Discussion in 'The Unidentified' started by Afelia, May 1, 2021.
Most mysterious skeleton found in Lake Starnberg
Thanks for posting, @Afelia. I'll be following.
Most mysterious skeleton found in Lake Starnberg
-Pieces of clothing were located but not pictured
- Dentals and genetic analysis are pending
- PMI is unknown
- Shoes found were Adidas, type: Indoor Special, size 12 (UK) (size 46), and the resulting conclusion that the remains of the unknown person must be a man
- The specific shoe design dates back to the 1980s
I hope it won't take long to identify this man. There are probably living relatives who have spent years waiting for answers, in my opinion.
Continental Europe utilizes a different foot measuring system (ex 41-45) compared to the UK as explained in the article.
Going off of this I wonder if this (presumed) man is British?
Also. the UK armed forces has maintained a varying presence since the end of WWII to the present day in central/southern Germany (not far from where these remains were found)
I wonder if investigators have tried contacting British Army Germany’s Royal Military Police detachment to see if any personnel have gone missing in Germany since the 1980’s?
As the shoe dates from the 80’s onwards.
The police wants to compare the DNA to a missing persons case from 2010, a 67 year old recreational sailor from Munich who fell into the lake and was not recovered yet.
The Starnberger See swallowed quite a few people.. including Dr. Gudden, the doctor of Bavarian king Ludwig II (whose body was recovered but his doctors body is still missing). But that is not him with 1980s tennis shoes...
The case of the 67 year old missing man could be one of the most promising leads. He may have worn his vintage shoes for sailing because they are comfy.
Athletic footwear is often sold in international sizes. Not unusual.
This guy had mighty large feet, though (46.5 Euro is really large, even for German men).
I sometimes come across shoes that have UK measurements in European stores. I don't think I've ever come across one of the popular sports brands (Adidas, Nike, Puma, etc.) that had UK measurements, unless they were ordered from SportsDirect.
Supposedly there are at least 28 missing people in the lake that have not been recovered yet.
Wow, that's quite a few people (even though the Lake is Germany's 2nd biggest inland body of water according to Wikipedia.
Interesting, they haven't identified him because the Lake is surrounded by private property, according to the Wiki entry. Would kind of make entry with a boat hard.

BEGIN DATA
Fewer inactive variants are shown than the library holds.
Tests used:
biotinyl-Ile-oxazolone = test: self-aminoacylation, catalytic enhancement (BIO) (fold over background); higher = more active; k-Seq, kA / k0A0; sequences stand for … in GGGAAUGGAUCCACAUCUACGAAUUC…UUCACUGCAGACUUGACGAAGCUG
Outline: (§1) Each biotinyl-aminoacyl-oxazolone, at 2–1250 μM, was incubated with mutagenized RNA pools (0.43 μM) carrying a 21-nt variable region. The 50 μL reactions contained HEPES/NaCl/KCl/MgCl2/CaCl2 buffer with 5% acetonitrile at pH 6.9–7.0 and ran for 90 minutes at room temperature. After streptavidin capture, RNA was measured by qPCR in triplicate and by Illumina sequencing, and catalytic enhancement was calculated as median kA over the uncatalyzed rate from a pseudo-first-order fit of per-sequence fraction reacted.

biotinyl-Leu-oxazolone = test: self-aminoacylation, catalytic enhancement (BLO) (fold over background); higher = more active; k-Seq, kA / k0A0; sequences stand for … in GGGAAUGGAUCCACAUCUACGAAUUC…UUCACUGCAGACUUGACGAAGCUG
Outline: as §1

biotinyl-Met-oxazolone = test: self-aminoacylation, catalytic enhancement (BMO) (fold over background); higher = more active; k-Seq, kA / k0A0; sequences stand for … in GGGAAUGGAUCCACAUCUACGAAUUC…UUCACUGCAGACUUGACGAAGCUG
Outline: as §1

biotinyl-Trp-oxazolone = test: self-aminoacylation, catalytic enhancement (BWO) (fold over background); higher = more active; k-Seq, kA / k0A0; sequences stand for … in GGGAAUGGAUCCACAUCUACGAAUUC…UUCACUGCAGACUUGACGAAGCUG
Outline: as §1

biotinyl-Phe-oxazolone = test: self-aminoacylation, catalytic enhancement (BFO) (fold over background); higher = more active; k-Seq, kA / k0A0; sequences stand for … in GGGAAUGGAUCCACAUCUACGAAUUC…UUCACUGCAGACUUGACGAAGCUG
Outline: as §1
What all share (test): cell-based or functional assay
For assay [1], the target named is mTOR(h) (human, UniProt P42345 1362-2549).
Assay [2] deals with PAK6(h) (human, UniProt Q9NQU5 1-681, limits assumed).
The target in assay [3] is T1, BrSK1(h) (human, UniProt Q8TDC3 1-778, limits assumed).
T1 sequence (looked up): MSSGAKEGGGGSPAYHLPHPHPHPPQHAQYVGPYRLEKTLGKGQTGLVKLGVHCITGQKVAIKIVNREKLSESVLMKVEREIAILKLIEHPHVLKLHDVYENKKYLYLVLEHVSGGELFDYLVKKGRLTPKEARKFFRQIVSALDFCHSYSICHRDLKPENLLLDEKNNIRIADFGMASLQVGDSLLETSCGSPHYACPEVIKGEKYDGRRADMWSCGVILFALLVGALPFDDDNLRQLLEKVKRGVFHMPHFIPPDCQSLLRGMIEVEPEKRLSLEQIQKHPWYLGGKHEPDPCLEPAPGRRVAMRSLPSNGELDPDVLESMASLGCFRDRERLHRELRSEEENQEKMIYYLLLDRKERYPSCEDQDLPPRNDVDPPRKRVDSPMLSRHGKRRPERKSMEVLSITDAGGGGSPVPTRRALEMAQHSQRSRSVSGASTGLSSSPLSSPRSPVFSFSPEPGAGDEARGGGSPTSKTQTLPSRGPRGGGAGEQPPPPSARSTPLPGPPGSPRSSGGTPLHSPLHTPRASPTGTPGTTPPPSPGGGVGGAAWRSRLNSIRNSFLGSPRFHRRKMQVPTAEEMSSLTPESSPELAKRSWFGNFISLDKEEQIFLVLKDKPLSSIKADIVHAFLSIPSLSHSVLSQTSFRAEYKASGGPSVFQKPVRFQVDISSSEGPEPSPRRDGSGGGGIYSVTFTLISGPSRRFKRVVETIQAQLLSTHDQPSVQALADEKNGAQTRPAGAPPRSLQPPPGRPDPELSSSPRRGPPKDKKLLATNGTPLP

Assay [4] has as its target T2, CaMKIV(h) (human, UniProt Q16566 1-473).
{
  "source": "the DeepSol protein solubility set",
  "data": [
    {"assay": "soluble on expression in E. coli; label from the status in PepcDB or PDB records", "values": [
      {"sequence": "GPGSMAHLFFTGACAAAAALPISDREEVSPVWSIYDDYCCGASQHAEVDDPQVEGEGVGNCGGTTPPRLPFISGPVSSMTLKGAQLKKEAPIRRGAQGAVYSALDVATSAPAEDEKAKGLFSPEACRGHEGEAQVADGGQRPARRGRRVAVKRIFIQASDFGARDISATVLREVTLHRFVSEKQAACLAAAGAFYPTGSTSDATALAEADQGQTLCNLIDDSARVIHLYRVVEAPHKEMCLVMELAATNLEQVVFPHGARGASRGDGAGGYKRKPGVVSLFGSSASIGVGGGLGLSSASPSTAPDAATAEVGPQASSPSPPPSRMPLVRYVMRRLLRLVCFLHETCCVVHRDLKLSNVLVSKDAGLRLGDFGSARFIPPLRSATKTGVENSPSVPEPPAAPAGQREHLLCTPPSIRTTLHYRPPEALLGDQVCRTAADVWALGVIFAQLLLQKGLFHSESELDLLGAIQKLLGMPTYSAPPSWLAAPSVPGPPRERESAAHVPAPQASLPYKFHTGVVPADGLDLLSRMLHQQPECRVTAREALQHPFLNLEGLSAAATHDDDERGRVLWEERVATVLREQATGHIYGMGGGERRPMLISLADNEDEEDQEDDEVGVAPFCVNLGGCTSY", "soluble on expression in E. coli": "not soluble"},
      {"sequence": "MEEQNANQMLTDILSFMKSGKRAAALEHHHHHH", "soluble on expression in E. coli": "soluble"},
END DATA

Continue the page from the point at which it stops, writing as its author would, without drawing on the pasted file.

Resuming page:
This is not so true. The lake has places of access with a boat and it is not all private property. Here, the google translation from german Wikipedia.
"Sailing boats shorter than 9.20 m and without a motor can be used for public use without a permit, whereby the local rules must be observed (e.g. distance to the shore, protected areas, right of way for passenger ships). There are public admission ramps in Tutzing and Ammerland (without parking) and in the recreation area near Ambach.
Motor and electric boats as well as sailing boats with a length of more than 9.20 m or with an auxiliary engine over four kilowatts of power or with living, cooking or sanitary facilities require approval from the Starnberg District Office and a license plate as well as a license agreement under private law with the Bavarian Palace Administration . The same applies to berths on buoys or jetties.
For motorboat permits on Lake Starnberg there is a fixed contingent of 255 private licenses and a reservation list with a waiting period of approx. 10 years."
And I would guess that 40 years ago, the access was not controlled or
regulated like it is today.
more google translation from the german wikipedia..
"Angling and fishing with a net, both as a sport and to acquire food, are still practiced privately and commercially on Lake Starnberg. The best fishing grounds are around the undersea elevations and mountains. Most of the local fishermen have a long family tradition associated with their profession. They often still live in the historic courtyards along the shore, which in some cases bear the traditional guild signs with the year of acceptance into the guild."
Yes there are plenty of public access, open areas and "beaches". It also has some private property and hotels surrounding as parts of the adjacent villages and it also has several marinas and campgrounds. I would say, though, that the majority of it is publically accessible. It is a very nice, very touristy and recreational area (it is not far from Munich). You can even swim nicely in it. It is not a dark, deep sinister Brothers Grimm fairytale lake that swallows you alive... lol...
But accidents and suicides happen and missing persons cases accumulate over the decades.
Regarding the fishermen, i am pretty sure that not more than one or two families still do that commercially there (they cater to the fancy restaurants that take pride in local foods). Mostly recreational fishing.
It is Bavaria but it does not mean it is stuck in a perpetual past, lol.
The Starnberg See area is one of the most expensive housing areas in Germany and as i said before, is mainly visited by tourists. International, from all Germany and from the Munich area.